The interesting thing about this particular chart is that Mars had already opposed the eclipse degree. It was already separating by a degree – it was almost as if the event waited for the Moon to become close enough to “trigger” the effect.
In cases like this, I tend to forgo the traditional restrictions about “cross sign” aspects; but on the other hand, this Moon was effective because it will aspect the eclipse degree and Mars as soon as it enters the next sign, and this is occurring on the World Axis, where astrological events seem to be more intense in general, in the same way that planets express themselves more strongly on the angles of a chart.
This example illustrates one of the simplest and most basic methods of timing eclipse results, but there is much more to the practice of Universal (Mundane) astrology. Studies could have been done based on the US chart or the chart of New York City as well – when studying Universal Astrology, national charts and the charts of the heads of state are also considered. If we were doing so, and had this eclipse chart handy, it would have “clinched” an accurate prediction – I believe that Robert Zoller included this eclipse in his prediction of the terrorist attack that was made long before the event. I personally keep eclipse degrees in mind when working with any natal or Universal charts.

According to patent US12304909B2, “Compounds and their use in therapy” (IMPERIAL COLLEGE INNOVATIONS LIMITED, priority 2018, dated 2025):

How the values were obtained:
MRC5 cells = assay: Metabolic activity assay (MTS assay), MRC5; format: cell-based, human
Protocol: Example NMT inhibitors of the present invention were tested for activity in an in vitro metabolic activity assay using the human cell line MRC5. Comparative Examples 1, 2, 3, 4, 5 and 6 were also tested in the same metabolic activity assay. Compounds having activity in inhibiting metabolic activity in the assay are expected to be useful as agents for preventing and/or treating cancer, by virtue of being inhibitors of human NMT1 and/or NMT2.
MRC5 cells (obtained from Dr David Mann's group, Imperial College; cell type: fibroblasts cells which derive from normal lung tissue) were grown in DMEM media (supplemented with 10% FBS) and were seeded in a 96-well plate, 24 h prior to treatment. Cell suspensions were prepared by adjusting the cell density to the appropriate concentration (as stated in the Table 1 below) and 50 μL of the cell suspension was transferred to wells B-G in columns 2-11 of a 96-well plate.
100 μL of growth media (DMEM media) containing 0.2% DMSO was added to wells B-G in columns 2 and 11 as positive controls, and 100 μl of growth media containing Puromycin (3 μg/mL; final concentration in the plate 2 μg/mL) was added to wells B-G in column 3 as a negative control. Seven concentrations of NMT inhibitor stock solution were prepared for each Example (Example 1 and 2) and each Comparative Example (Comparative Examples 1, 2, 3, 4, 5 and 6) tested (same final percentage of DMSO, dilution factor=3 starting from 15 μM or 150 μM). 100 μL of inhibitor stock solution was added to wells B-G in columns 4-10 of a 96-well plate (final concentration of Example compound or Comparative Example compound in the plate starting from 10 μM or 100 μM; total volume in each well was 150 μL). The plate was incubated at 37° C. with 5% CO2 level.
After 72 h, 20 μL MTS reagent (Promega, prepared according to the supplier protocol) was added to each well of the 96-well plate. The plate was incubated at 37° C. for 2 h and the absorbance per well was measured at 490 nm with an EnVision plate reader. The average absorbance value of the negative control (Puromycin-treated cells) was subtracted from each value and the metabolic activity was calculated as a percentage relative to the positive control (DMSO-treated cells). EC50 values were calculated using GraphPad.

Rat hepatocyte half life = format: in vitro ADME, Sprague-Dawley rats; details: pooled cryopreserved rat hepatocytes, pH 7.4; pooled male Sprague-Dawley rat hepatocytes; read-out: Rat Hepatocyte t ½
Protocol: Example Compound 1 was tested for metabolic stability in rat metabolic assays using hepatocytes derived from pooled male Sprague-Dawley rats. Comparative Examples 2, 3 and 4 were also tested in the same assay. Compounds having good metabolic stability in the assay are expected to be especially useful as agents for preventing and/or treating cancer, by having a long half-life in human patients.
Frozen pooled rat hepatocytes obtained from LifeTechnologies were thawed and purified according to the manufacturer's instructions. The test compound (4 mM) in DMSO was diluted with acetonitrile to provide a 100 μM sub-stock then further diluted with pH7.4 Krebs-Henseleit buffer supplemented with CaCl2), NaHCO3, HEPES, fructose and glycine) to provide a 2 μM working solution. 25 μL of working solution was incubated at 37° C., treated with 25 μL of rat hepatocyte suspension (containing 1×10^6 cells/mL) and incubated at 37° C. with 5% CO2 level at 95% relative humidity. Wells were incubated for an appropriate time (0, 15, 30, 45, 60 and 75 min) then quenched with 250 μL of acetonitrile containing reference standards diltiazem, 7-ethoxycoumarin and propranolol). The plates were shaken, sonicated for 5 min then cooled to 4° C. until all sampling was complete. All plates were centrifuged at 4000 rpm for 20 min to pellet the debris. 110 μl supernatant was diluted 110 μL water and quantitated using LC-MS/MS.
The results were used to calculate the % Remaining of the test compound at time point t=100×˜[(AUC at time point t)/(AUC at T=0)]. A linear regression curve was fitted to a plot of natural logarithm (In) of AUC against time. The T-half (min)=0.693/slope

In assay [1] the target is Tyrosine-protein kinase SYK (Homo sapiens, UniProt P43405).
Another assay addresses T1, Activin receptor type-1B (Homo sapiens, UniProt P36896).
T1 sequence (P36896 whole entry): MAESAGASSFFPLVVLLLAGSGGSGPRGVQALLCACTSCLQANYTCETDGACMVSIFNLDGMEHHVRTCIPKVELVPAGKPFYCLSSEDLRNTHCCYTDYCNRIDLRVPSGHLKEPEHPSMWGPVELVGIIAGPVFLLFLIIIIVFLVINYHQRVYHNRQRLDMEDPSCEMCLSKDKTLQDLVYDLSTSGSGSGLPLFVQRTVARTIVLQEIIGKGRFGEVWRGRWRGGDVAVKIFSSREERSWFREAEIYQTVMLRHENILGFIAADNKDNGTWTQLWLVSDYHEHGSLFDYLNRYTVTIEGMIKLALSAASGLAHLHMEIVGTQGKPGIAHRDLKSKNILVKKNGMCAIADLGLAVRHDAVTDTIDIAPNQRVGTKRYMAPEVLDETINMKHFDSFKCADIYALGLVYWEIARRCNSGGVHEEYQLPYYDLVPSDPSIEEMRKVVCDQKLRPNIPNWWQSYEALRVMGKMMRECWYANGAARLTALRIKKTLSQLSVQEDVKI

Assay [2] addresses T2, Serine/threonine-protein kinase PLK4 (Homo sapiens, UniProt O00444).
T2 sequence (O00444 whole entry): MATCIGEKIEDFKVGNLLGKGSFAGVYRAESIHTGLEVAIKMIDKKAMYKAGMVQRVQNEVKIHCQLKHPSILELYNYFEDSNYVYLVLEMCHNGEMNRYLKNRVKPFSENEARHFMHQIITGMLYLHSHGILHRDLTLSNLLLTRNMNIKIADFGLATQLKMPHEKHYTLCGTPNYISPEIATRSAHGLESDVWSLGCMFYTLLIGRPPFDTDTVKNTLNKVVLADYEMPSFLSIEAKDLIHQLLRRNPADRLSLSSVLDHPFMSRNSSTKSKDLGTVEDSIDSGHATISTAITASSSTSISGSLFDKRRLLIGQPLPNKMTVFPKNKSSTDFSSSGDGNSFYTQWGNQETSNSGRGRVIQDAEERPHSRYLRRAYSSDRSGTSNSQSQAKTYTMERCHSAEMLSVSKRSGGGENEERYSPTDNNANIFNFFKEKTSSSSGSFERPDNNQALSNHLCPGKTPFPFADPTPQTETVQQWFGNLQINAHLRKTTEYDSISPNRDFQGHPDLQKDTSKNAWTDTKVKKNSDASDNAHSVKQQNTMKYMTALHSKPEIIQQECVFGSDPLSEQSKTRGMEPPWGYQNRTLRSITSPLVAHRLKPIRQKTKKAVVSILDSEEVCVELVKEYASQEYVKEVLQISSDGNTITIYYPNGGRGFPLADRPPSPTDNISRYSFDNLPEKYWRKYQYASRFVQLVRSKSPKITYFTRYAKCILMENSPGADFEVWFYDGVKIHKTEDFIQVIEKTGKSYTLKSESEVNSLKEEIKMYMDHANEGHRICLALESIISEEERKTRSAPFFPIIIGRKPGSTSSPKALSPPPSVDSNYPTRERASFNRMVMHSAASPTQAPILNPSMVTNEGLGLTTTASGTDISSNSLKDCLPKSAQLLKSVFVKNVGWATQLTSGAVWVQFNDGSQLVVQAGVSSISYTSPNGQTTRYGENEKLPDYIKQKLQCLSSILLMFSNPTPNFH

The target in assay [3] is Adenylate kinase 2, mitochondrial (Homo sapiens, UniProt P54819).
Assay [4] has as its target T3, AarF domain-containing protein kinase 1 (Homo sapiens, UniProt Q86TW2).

In other words, making predictions based on eclipse charts alone certainly can be difficult, but looking for connections to the eclipse in national charts makes the job less difficult than it might otherwise be. One of the most important tools in this stage of eclipse analysis is to study the birth eclipse of an individual, business or nation, and see whether or not it connects with current eclipses. Here is the birth eclipse of Japan.
Please note that the eclipse falls in the early degrees of Pisces – the early degrees of mutable signs seem to be especially sensitive in Japan’s chart, because that’s where the MC/AS axes fall. Sometimes the birth eclipse is hard to figure, but this was a case where it was easy, and it has tested well in the studies of Japan’s geopolitical and economic presence. For the Radix, I use the official time when independence and sovereignty was restored, at the declaration of peace between the US and Japan.